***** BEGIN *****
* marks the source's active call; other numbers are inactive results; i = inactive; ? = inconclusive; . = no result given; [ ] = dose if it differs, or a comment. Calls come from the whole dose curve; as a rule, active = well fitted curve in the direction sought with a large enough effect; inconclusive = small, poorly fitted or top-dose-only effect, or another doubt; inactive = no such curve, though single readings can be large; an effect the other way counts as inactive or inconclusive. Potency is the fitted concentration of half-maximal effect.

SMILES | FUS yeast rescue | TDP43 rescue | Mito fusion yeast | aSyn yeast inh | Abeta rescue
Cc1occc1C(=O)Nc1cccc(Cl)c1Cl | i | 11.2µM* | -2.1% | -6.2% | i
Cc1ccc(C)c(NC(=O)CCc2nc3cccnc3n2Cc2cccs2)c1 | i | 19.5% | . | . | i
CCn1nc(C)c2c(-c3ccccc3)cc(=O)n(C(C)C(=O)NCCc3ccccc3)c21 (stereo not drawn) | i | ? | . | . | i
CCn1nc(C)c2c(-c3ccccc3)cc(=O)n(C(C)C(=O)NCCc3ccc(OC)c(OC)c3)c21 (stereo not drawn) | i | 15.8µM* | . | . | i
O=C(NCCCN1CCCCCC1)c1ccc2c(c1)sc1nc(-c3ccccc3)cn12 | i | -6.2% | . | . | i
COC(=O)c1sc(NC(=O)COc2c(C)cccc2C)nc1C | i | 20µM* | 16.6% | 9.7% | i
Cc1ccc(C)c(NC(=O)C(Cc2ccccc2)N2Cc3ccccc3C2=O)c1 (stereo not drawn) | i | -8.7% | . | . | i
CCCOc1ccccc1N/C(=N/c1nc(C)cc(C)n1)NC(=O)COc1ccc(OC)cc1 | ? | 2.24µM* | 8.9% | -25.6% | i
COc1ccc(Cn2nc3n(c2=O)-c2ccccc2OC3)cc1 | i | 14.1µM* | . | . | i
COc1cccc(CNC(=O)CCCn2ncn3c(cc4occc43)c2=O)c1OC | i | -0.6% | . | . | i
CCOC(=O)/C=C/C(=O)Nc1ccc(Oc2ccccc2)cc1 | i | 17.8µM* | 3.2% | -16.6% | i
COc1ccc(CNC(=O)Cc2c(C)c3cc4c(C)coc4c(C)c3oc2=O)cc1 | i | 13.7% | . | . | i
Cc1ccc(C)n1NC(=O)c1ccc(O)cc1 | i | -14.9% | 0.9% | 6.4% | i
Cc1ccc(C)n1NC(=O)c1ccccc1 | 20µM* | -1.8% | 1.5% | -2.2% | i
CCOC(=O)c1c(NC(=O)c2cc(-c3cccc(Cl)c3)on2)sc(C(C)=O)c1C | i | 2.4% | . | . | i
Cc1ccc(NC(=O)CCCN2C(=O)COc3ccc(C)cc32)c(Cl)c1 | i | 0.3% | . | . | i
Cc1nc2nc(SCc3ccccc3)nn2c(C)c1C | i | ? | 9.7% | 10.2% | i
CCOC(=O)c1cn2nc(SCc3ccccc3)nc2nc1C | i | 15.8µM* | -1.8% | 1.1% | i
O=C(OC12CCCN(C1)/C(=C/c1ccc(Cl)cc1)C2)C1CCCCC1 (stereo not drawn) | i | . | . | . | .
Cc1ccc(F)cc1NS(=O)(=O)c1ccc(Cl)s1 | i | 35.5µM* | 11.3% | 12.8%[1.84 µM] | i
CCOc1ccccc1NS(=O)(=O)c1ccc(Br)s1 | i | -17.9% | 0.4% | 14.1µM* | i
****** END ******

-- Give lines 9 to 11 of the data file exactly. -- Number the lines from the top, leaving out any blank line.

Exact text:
Cc1ccc(C)c(NC(=O)C(Cc2ccccc2)N2Cc3ccccc3C2=O)c1 (stereo not drawn) | i | -8.7% | . | . | i
CCCOc1ccccc1N/C(=N/c1nc(C)cc(C)n1)NC(=O)COc1ccc(OC)cc1 | ? | 2.24µM* | 8.9% | -25.6% | i
COc1ccc(Cn2nc3n(c2=O)-c2ccccc2OC3)cc1 | i | 14.1µM* | . | . | i